AI doesn’t cause harm by itself. We should worry about the people who control it
Key Excerpts from Article on Website of The Guardian (One of the UK's Leading Newspapers)
Posted: December 4th, 2023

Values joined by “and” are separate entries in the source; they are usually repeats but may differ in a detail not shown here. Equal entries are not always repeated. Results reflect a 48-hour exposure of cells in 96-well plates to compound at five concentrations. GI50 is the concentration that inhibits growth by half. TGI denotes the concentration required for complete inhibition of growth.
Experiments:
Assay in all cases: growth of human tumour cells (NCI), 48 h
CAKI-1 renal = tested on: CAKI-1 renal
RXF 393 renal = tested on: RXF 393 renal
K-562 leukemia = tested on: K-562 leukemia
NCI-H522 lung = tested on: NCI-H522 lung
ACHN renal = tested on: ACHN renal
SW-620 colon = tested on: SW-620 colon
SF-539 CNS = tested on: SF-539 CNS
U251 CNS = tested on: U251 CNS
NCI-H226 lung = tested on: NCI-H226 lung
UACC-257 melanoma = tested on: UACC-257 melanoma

OpenAI was created as a non-profit-making charitable trust, the purpose of which was to develop artificial general intelligence, or AGI, which, roughly speaking, is a machine that can accomplish, or surpass, any intellectual task humans can perform. It would do so, however, in an ethical fashion to benefit “humanity as a whole”. Two years ago, a group of OpenAI researchers left to start a new organisation, Anthropic, fearful of the pace of AI development at their old company. One later told a reporter that “there was a 20% chance that a rogue AI would destroy humanity within the next decade”. One may wonder about the psychology of continuing to create machines that one believes may extinguish human life. The problem we face is not that machines may one day exercise power over humans. That is speculation unwarranted by current developments. It is rather that we already live in societies in which power is exercised by a few to the detriment of the majority, and that technology provides a means of consolidating that power. For those who hold social, political and economic power, it makes sense to project problems as technological rather than social and as lying in the future rather than in the present. There are few tools useful to humans that cannot also cause harm. But they rarely cause harm by themselves; they do so, rather, through the ways in which they are exploited by humans, especially those with power.